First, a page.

Every day, I cross Ponte Garibaldi to go to studio. The bridge itself is nothing special, but the view is nothing short of spectacular. On the right is Isola Tiburina, a scenic island hospital that has been a center of healing since antiquity. To the left, the dome of St. Peter’s stands in the distance, a blue signpost hovering over the tree-lined river banks. At different times of the day, the vista becomes animated. Early morning, the Tiber is calm, and verdant spring trees sway and breathe in the air. Late afternoon, the water sparkles, and flocks of seagulls swirl above the blinding ripples. At night, St. Peter’s becomes an illuminated orb, and decorated streetlamps cast golden shadows along the embankments. The view is, in every sense, a movable feast.
But the bridge is also significant in another way. As most Cornell in Rome apartments are in Trastevere, and the studios are located in Centro Storico, the bridge becomes—dare I use the architectural cliché—a “threshold” between life and work, or work and play. Walk one direction, and I find Bar Callisto. Janiculum Park. Apertivo. Walk the other, and I am confronted by tourists. Chipboard. Professors Jim and Lily (Note to Jim and Lily: You guys are are awesome, chill people, it’s just studio).
This “threshold” condition actually reminds me a lot of Cornell campus, and the walk from North Campus to Milstein/Rand. As professor Vince Mulcahy once explained, Thurston Bridge connects academic Central Campus with the leisurely “freshman” world of North Campus, so the commute would represent a “change in attitude”. I think back to all those cold 3am walks from Rand to Risley, Milstein to Clara-Dixon, and Milstein to Ujammaa—and the only “change in attitude” I can think of is from waking to sleeping. At least in Rome, when the security guard kicks me and my classmates out of studio at 1am, we still have a view of St. Peter’s on the walk back.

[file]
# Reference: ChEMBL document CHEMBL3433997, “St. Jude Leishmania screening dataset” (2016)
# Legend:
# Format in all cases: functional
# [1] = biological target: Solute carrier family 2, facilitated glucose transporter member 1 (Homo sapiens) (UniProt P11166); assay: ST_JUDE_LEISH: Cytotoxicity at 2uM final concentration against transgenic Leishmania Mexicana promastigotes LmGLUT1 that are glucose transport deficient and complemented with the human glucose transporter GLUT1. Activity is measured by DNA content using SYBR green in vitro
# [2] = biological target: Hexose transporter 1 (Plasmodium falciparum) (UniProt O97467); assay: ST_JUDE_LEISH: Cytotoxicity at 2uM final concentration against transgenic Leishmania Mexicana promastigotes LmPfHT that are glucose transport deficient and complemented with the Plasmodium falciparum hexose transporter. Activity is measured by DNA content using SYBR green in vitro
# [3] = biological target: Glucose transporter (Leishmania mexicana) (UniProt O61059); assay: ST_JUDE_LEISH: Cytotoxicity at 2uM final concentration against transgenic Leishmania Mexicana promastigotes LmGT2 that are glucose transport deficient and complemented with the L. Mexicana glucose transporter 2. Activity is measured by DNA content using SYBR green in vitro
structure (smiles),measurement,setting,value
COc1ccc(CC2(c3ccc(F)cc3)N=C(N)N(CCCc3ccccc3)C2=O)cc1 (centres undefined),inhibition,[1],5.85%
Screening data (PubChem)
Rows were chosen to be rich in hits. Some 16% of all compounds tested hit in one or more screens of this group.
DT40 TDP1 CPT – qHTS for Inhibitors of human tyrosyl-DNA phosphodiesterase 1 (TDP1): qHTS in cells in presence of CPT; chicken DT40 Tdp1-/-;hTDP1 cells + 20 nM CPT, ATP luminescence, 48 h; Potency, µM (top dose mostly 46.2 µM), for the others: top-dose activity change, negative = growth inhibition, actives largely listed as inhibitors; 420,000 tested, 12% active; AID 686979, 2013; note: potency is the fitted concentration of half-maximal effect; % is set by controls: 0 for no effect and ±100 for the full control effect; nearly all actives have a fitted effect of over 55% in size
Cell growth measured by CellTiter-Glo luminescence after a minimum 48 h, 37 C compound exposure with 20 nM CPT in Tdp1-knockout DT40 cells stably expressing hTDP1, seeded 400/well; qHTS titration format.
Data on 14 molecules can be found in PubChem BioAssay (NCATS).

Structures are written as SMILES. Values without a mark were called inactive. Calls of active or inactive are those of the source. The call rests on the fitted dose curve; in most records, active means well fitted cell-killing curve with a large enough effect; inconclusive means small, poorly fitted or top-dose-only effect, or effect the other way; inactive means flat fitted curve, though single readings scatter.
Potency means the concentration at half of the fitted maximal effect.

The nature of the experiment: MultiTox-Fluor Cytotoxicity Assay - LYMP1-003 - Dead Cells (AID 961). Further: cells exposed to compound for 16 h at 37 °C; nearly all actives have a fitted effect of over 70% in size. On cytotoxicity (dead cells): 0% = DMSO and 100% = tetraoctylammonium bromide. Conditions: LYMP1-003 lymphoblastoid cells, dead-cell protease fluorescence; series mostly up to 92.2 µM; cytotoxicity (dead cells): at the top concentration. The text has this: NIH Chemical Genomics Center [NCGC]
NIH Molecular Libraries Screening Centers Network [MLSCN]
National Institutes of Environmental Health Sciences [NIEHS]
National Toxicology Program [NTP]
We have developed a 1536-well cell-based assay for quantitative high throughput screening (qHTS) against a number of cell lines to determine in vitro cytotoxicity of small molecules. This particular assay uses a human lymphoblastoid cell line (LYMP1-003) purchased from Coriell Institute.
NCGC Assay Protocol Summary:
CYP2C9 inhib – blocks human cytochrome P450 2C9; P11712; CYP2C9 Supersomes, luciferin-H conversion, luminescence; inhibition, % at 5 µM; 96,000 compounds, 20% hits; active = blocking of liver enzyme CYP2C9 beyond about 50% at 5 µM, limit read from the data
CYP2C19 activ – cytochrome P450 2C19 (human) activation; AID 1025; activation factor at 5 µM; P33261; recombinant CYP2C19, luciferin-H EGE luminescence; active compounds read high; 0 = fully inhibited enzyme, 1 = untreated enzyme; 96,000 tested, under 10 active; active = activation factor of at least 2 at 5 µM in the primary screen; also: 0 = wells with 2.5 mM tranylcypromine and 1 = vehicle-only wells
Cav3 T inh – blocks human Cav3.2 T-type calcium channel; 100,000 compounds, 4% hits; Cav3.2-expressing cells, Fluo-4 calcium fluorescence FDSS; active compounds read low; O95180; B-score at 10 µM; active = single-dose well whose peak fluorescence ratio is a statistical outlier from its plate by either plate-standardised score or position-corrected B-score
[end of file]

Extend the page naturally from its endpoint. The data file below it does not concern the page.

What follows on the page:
Which makes me think: In my five years as a Cornell architecture student, I would have crossed a bridge to go to studio over a thousand times: Thurston, Cascadilla, the suspension bridge—and now Garibaldi and sometimes Sisto. That’s a thousand poignant crossings over water, a thousand sleep-deprived, late night treks, a thousand threshold moments between waking and sleeping through daily life. I think about my other threshold moments of late: of being more than halfway through my five-year program, of having one month left in Rome, one month before another archi-adventure in Chicago and beyond—
Better make the most of it, and keep watching the seagulls.